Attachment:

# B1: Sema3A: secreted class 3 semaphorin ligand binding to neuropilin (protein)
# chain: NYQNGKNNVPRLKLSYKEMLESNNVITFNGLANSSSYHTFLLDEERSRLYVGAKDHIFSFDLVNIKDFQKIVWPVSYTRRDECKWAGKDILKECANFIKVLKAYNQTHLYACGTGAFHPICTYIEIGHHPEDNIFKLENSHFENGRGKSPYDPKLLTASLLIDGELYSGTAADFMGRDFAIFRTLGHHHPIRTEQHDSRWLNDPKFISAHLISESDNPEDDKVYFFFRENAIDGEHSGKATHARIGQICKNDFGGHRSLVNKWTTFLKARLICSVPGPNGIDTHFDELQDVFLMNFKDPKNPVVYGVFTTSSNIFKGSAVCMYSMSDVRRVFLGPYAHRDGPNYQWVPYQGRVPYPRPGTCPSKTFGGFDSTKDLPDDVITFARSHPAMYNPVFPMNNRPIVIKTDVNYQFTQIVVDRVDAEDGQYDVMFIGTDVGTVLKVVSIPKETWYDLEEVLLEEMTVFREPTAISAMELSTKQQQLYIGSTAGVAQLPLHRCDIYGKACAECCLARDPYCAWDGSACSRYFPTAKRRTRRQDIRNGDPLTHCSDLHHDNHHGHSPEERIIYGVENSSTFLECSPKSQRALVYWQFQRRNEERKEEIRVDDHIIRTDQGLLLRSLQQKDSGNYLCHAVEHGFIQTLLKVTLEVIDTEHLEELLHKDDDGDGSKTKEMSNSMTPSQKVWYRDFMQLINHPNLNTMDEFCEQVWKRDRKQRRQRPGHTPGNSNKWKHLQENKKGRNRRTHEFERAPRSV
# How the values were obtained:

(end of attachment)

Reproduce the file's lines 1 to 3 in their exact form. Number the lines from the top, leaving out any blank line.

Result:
# B1: Sema3A: secreted class 3 semaphorin ligand binding to neuropilin (protein)
# chain: NYQNGKNNVPRLKLSYKEMLESNNVITFNGLANSSSYHTFLLDEERSRLYVGAKDHIFSFDLVNIKDFQKIVWPVSYTRRDECKWAGKDILKECANFIKVLKAYNQTHLYACGTGAFHPICTYIEIGHHPEDNIFKLENSHFENGRGKSPYDPKLLTASLLIDGELYSGTAADFMGRDFAIFRTLGHHHPIRTEQHDSRWLNDPKFISAHLISESDNPEDDKVYFFFRENAIDGEHSGKATHARIGQICKNDFGGHRSLVNKWTTFLKARLICSVPGPNGIDTHFDELQDVFLMNFKDPKNPVVYGVFTTSSNIFKGSAVCMYSMSDVRRVFLGPYAHRDGPNYQWVPYQGRVPYPRPGTCPSKTFGGFDSTKDLPDDVITFARSHPAMYNPVFPMNNRPIVIKTDVNYQFTQIVVDRVDAEDGQYDVMFIGTDVGTVLKVVSIPKETWYDLEEVLLEEMTVFREPTAISAMELSTKQQQLYIGSTAGVAQLPLHRCDIYGKACAECCLARDPYCAWDGSACSRYFPTAKRRTRRQDIRNGDPLTHCSDLHHDNHHGHSPEERIIYGVENSSTFLECSPKSQRALVYWQFQRRNEERKEEIRVDDHIIRTDQGLLLRSLQQKDSGNYLCHAVEHGFIQTLLKVTLEVIDTEHLEELLHKDDDGDGSKTKEMSNSMTPSQKVWYRDFMQLINHPNLNTMDEFCEQVWKRDRKQRRQRPGHTPGNSNKWKHLQENKKGRNRRTHEFERAPRSV
# How the values were obtained: